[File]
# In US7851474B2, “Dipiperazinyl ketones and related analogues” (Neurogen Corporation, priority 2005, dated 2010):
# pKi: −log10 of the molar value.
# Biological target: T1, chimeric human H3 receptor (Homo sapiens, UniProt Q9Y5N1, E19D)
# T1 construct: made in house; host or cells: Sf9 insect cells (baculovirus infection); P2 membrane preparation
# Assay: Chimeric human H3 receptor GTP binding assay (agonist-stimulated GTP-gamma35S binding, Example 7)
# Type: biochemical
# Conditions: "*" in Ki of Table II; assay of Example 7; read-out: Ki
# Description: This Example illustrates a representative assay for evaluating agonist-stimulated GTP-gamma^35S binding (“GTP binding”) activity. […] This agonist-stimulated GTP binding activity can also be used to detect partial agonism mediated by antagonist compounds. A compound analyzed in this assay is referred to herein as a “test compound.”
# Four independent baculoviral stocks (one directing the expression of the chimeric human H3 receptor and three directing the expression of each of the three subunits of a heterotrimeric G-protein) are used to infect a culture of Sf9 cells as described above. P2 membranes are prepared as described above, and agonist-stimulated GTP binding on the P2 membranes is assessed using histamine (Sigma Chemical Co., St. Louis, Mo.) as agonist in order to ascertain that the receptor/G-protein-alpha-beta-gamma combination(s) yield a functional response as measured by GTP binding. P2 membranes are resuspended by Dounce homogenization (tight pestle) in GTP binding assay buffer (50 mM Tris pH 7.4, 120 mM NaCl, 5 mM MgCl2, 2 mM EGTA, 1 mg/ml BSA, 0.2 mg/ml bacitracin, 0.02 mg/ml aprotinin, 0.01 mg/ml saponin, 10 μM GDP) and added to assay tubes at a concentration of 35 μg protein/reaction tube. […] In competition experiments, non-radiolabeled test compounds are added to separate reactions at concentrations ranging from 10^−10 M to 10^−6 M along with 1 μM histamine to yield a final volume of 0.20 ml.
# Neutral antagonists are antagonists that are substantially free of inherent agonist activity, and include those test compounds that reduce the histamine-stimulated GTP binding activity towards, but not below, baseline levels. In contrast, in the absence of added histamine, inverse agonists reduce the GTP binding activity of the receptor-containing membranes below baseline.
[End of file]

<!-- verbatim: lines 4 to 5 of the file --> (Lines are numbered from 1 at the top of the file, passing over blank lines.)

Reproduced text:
# T1 construct: made in house; host or cells: Sf9 insect cells (baculovirus infection); P2 membrane preparation
# Assay: Chimeric human H3 receptor GTP binding assay (agonist-stimulated GTP-gamma35S binding, Example 7)